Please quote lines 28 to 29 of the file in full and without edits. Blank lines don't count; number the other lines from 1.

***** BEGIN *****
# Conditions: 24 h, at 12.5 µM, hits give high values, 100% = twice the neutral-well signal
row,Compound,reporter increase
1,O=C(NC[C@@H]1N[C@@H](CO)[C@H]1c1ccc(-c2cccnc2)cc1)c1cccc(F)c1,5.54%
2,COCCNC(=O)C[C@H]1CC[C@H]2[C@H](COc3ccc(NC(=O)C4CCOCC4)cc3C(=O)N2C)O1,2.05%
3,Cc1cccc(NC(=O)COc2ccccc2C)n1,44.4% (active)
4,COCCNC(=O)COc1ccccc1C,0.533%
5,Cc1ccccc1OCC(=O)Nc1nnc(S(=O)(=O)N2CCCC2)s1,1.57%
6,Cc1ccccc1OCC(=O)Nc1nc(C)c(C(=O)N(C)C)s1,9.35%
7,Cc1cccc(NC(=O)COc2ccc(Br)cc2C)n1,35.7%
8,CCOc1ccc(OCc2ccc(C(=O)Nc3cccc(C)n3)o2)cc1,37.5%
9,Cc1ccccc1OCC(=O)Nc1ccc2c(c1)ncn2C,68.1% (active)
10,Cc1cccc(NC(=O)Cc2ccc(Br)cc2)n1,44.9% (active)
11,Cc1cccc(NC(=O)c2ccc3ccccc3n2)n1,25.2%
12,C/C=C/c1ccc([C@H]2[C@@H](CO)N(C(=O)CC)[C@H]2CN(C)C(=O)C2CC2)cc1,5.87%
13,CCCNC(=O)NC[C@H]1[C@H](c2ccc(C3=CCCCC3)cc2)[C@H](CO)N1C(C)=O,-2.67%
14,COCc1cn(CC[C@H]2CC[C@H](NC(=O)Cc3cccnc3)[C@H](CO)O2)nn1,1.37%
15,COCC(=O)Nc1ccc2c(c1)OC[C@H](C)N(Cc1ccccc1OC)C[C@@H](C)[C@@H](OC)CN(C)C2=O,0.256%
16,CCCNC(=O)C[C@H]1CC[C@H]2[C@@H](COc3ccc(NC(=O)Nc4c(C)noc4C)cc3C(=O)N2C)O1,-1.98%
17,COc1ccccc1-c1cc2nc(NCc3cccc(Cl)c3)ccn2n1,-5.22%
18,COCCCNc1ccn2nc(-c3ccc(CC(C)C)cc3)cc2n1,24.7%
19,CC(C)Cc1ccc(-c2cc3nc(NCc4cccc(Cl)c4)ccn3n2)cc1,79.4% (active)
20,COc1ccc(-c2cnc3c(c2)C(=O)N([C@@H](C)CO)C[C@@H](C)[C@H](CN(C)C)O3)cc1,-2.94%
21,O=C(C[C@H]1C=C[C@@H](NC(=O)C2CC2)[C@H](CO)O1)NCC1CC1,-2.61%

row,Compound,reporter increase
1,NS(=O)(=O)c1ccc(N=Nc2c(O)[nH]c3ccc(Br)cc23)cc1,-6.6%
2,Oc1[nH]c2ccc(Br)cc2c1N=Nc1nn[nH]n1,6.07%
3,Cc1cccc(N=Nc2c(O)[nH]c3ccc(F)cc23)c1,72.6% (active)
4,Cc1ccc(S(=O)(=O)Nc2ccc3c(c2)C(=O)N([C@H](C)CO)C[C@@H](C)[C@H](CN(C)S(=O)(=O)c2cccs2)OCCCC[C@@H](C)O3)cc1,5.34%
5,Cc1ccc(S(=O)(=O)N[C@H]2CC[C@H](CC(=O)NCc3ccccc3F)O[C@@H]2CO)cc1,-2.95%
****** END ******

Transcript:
4,Cc1ccc(S(=O)(=O)Nc2ccc3c(c2)C(=O)N([C@H](C)CO)C[C@@H](C)[C@H](CN(C)S(=O)(=O)c2cccs2)OCCCC[C@@H](C)O3)cc1,5.34%
5,Cc1ccc(S(=O)(=O)N[C@H]2CC[C@H](CC(=O)NCc3ccccc3F)O[C@@H]2CO)cc1,-2.95%